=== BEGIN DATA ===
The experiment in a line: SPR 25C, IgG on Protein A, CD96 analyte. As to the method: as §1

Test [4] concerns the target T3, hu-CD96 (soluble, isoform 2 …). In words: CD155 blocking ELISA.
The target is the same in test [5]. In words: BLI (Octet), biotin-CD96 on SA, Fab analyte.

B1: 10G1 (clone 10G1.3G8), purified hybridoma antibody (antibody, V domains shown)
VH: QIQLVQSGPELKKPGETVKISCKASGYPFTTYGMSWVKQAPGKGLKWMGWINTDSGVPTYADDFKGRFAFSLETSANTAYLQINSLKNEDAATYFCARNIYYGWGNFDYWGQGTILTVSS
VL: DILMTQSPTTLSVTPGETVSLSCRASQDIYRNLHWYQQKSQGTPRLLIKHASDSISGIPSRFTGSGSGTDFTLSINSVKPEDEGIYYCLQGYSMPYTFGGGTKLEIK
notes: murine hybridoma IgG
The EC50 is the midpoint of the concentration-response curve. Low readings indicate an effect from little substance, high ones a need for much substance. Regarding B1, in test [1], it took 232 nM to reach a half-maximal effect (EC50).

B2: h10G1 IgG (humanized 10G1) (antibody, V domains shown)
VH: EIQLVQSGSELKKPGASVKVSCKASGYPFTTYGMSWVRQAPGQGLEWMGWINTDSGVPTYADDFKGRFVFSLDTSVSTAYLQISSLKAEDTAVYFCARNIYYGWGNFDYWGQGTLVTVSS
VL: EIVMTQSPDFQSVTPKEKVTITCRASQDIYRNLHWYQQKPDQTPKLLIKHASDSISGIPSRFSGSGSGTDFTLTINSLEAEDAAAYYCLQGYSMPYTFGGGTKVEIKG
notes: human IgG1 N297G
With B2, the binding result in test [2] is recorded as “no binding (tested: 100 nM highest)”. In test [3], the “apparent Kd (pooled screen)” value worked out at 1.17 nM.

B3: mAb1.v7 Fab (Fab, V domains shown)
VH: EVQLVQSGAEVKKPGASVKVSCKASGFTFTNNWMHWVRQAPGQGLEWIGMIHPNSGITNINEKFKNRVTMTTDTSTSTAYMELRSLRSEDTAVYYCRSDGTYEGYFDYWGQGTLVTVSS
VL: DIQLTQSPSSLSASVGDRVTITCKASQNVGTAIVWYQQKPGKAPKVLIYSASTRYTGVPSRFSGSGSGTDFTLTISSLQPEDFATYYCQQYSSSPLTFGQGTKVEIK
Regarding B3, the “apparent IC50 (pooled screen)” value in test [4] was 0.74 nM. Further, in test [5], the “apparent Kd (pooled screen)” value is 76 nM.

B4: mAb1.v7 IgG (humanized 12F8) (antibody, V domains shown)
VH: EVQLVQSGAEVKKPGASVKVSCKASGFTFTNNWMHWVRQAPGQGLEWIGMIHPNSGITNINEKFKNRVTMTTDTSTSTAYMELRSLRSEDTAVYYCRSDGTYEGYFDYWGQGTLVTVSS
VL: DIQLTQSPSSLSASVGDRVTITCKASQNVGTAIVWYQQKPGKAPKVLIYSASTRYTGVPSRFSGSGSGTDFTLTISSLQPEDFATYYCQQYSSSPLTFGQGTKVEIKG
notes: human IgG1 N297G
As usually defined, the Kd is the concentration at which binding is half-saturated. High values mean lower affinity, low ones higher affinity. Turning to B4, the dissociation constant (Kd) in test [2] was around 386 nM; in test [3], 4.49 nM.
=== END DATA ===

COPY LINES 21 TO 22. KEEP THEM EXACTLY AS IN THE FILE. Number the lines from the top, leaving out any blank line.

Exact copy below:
notes: human IgG1 N297G
As usually defined, the Kd is the concentration at which binding is half-saturated. High values mean lower affinity, low ones higher affinity. Turning to B4, the dissociation constant (Kd) in test [2] was around 386 nM; in test [3], 4.49 nM.